We note that the skull of Spinosaurus is not dorsally flattened in contrast to crocodylians and some other aquatic and semi-aquatic reptile lineages. To assess this we compiled a dataset (Appendix 1) of skull length, width and height for various taxa (extant and extinct). Length was measured from the tip of the snout to the occipital condyle in all cases, except theropods where the posterior measurement ran to the articular. The height of the skull did not include cranial ornamentation such as lacrimal horns, nor did it include the large palatal extensions of many crocodylians.

The naris and orbits of Spinosaurus have been regarded as being similarly positioned to those of aquatic and semi aquatic taxa (Arden et al., 2019) and are close to the dorsal margin of the skull so that the animal can breathe and see while remaining submerged. However, some semi-aquatic and aquatic taxa have posteriorly positioned nares (e.g., phytosaurs) so we measured both the minimum distance of any part of the bony naris to the anterior margin and the dorsal of the skull. We also measured the orbit to the nearest dorsal margin (here including ornaments) to represent how much of the skull would need to be exposed for the animal to breathe or see above the surface.

These data (skull length, width, height, naris to anterior and dorsal margins and orbit to dorsal margin) were analysed with a Principal Components Analysis. However, the length of the skull (which varied from 22 mm to 2 m) completely dominated the initial PC1 rendering this uninformative. We therefore took skull length and used this to scale the other sets of data to make them dimensionless. Skull length is a poor indicator of overall body size given the presence of longirostrine taxa in the analysis, but in the absence of good body size estimates for the wide variety of taxa covered here, we considered it appropriate. We then used these dimensionless data to construct a new PCA using the PAST 4.03 software package (Hammer et al., 2001). Missing cells (11 empty entries out of 210) were replaced using the iterative imputation protocol.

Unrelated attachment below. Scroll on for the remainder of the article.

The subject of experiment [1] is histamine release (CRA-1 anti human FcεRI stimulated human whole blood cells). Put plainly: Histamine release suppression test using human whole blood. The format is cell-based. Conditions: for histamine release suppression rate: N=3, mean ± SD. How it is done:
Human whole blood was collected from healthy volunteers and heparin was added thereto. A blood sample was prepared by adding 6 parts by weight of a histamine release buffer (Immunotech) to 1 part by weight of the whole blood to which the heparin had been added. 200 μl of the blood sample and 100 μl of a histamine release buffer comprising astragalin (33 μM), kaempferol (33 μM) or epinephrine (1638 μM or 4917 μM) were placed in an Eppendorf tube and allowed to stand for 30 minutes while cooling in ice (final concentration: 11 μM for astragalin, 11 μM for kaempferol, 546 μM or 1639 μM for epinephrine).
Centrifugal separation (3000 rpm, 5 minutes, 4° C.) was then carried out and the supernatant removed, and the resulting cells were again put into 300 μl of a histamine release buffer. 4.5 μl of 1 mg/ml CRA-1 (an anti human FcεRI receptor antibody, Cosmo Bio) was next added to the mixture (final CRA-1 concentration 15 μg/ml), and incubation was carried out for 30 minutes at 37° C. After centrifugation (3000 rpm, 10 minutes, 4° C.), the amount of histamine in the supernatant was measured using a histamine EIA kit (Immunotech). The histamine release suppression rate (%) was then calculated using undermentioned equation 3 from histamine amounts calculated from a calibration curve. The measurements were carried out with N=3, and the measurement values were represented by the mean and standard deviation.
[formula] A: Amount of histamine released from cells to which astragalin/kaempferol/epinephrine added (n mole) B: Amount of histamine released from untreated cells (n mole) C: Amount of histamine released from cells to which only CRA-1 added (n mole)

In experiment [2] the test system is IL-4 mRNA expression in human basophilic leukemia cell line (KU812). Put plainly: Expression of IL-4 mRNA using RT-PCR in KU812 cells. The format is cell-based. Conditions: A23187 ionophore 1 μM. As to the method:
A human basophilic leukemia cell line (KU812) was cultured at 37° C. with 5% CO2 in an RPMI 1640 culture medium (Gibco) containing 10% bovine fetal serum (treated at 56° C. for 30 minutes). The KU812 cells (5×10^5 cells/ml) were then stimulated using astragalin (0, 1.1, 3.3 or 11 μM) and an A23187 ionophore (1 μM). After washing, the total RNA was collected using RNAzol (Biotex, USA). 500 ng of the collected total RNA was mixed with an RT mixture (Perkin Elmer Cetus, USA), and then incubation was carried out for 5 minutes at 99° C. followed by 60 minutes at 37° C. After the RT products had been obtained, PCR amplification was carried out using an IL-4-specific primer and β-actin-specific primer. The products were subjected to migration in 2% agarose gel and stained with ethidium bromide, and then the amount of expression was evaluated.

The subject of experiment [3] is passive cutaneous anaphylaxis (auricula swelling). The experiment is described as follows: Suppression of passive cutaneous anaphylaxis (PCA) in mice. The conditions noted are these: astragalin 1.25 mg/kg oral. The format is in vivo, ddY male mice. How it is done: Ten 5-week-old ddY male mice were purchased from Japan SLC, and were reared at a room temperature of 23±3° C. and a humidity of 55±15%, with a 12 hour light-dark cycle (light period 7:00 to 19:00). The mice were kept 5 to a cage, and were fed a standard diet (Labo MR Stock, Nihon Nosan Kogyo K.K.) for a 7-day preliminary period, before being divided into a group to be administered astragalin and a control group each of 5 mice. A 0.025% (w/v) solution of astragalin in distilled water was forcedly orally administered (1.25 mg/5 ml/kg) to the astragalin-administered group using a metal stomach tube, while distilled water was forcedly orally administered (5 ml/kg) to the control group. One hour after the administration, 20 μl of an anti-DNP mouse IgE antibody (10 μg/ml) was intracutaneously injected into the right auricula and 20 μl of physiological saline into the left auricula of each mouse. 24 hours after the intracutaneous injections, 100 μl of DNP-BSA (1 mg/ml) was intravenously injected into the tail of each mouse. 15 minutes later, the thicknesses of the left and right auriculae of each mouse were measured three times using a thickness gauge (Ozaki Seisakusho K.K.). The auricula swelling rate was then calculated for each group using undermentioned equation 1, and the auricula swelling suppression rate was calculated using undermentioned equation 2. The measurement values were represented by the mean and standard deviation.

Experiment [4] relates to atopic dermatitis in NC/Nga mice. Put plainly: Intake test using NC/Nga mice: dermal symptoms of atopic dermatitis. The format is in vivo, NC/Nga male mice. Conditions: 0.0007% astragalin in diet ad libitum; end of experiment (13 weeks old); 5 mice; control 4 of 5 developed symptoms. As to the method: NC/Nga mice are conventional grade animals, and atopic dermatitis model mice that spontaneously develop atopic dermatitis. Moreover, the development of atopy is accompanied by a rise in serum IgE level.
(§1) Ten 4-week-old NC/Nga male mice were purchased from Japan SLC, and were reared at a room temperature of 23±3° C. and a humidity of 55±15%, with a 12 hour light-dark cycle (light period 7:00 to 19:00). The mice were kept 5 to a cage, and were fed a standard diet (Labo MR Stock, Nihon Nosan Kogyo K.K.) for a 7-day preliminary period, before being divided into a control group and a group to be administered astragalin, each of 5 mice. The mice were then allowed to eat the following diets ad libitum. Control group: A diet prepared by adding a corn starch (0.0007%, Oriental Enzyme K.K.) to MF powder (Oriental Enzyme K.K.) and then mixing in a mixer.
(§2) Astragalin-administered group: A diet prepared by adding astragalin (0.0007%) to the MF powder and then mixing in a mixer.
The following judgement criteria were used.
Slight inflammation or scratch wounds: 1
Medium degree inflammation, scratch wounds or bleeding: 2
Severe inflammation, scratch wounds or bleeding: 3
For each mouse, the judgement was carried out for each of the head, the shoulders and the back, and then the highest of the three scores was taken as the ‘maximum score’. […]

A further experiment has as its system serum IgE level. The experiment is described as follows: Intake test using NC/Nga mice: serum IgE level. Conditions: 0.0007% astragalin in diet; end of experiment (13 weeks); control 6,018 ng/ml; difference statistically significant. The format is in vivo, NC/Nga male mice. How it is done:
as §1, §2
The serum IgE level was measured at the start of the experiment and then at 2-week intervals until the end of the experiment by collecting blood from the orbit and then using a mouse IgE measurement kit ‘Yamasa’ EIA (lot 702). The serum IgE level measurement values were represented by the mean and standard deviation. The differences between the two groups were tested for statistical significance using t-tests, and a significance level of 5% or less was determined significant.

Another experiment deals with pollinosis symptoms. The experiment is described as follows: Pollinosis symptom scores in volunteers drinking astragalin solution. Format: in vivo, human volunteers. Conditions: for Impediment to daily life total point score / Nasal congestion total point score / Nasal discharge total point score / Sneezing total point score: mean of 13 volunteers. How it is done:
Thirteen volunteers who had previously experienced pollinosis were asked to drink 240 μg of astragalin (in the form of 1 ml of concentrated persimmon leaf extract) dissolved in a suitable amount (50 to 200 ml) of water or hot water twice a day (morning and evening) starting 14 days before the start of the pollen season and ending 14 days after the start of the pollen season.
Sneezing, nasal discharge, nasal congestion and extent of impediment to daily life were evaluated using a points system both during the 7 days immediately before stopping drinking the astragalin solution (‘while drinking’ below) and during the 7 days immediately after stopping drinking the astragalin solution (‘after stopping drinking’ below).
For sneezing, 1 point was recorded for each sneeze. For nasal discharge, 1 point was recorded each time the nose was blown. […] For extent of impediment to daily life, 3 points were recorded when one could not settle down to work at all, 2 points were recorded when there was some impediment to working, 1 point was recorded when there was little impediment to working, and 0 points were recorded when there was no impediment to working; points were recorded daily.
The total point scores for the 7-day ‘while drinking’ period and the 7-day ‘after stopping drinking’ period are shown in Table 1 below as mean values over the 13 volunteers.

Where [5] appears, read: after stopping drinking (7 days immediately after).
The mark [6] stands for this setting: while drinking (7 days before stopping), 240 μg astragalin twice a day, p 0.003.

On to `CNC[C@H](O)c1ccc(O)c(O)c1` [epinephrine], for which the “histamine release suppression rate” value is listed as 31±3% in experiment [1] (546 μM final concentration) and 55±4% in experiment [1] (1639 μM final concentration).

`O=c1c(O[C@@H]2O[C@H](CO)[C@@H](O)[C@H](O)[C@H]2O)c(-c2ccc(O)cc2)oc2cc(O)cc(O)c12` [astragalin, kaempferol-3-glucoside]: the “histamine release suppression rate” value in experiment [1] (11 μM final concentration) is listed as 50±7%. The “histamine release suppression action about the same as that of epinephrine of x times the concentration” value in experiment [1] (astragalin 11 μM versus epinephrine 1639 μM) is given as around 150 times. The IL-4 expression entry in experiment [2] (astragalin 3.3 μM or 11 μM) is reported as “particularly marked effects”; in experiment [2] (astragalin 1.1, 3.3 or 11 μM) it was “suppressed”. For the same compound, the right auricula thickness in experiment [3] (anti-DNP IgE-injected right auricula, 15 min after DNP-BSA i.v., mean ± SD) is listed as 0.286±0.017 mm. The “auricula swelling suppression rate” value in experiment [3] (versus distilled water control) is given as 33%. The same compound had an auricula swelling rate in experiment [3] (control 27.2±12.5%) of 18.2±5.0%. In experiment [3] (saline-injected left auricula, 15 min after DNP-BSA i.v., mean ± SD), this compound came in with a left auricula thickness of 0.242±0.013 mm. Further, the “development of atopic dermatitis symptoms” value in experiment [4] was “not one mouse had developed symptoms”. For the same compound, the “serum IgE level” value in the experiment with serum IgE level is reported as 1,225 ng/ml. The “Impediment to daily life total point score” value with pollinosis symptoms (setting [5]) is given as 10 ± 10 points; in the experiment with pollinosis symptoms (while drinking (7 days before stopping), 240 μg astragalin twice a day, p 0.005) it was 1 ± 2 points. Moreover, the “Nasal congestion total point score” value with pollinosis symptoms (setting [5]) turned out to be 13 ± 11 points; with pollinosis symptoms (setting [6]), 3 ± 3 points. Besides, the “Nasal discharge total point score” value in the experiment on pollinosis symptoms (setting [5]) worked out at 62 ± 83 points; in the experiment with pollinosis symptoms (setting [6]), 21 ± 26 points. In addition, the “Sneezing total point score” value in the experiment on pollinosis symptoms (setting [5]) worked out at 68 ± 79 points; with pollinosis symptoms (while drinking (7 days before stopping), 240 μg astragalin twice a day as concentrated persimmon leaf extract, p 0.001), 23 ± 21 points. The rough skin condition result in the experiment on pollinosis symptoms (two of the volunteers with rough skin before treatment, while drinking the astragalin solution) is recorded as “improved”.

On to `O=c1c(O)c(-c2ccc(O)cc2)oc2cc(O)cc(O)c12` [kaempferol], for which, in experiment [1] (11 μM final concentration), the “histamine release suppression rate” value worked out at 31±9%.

The unguals of Spinosaurus have been described as being flattened and appropriate for swimming (Ibrahim et al., 2020). Bony unguals, in the absence of keratin sheathes, give an approximate estimate of claw shape, which can still be informative for the habits of the animals that possess them (including dinosaurs and other reptiles, Birn-Jeffrey et al., 2012). Although simple geometric analyses of shape can be less effective than complex geometric morphometrics at distinguishing shape of unguals and behaviours (at least in birds, Tinius and Russell, 2017) it should be sufficient to assess if Spinosaurus has fundamentally different shaped unguals to other large theropods. We collected data from the literature and photographs of theropod specimens (see Appendix 1). As far as possible we selected taxa that were relatively large bodied and were phylogenetically close to the megalosauroids. For each ungual the internal angle was measured by taking a line drawn between the ungual tip and the base in lateral view, this is then bisected by a perpendicular line until it contacts the ungual at point. Lines were drawn from this midpoint to the edges and the internal angle measured. This angle was then plotted against the length of the ungual.

RESULTS

Skull Shape

s figure2The results of the Principal Components Analysis of the skull measurements scaled to skull length are shown in Figure 2. The component loadings (Table 1) show that PC1 (which explains 83.5% of the variance) is influenced predominantly by naris to the dorsal margin of the skull. In PC2 (which explains 13.7% of the variance), the position of the orbit is the most important. No one feature dominates and all five sets of data influence the positions of the taxa.